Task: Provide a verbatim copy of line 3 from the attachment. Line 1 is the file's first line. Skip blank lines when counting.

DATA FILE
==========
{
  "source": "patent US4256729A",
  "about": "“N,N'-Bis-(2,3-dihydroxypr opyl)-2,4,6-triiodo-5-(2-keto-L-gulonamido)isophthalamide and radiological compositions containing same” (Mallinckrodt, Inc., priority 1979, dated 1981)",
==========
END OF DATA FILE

  "about": "“N,N'-Bis-(2,3-dihydroxypr opyl)-2,4,6-triiodo-5-(2-keto-L-gulonamido)isophthalamide and radiological compositions containing same” (Mallinckrodt, Inc., priority 1979, dated 1981)",